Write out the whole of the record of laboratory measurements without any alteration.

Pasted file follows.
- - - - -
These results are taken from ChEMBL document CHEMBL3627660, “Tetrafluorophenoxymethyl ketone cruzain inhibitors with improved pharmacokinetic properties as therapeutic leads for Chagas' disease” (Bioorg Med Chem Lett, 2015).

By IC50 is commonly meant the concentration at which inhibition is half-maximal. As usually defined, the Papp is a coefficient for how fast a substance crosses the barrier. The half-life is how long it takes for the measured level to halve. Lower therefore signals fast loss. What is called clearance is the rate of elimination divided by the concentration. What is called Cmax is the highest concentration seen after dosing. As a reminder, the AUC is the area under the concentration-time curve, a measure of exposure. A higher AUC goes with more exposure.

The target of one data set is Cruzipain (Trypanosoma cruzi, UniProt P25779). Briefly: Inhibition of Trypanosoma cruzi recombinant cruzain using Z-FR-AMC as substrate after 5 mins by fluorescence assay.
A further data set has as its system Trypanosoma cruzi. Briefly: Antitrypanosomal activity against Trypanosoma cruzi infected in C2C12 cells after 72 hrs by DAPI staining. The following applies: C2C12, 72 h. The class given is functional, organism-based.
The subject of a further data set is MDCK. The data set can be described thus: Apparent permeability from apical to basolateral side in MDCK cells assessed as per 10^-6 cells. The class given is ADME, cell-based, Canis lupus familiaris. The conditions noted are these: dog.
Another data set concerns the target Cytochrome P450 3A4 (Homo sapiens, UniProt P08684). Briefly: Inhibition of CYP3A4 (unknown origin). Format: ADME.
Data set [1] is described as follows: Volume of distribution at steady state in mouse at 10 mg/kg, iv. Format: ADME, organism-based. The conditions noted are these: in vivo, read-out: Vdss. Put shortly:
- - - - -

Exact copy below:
These results are taken from ChEMBL document CHEMBL3627660, “Tetrafluorophenoxymethyl ketone cruzain inhibitors with improved pharmacokinetic properties as therapeutic leads for Chagas' disease” (Bioorg Med Chem Lett, 2015).

By IC50 is commonly meant the concentration at which inhibition is half-maximal. As usually defined, the Papp is a coefficient for how fast a substance crosses the barrier. The half-life is how long it takes for the measured level to halve. Lower therefore signals fast loss. What is called clearance is the rate of elimination divided by the concentration. What is called Cmax is the highest concentration seen after dosing. As a reminder, the AUC is the area under the concentration-time curve, a measure of exposure. A higher AUC goes with more exposure.

The target of one data set is Cruzipain (Trypanosoma cruzi, UniProt P25779). Briefly: Inhibition of Trypanosoma cruzi recombinant cruzain using Z-FR-AMC as substrate after 5 mins by fluorescence assay.
A further data set has as its system Trypanosoma cruzi. Briefly: Antitrypanosomal activity against Trypanosoma cruzi infected in C2C12 cells after 72 hrs by DAPI staining. The following applies: C2C12, 72 h. The class given is functional, organism-based.
The subject of a further data set is MDCK. The data set can be described thus: Apparent permeability from apical to basolateral side in MDCK cells assessed as per 10^-6 cells. The class given is ADME, cell-based, Canis lupus familiaris. The conditions noted are these: dog.
Another data set concerns the target Cytochrome P450 3A4 (Homo sapiens, UniProt P08684). Briefly: Inhibition of CYP3A4 (unknown origin). Format: ADME.
Data set [1] is described as follows: Volume of distribution at steady state in mouse at 10 mg/kg, iv. Format: ADME, organism-based. The conditions noted are these: in vivo, read-out: Vdss. Put shortly: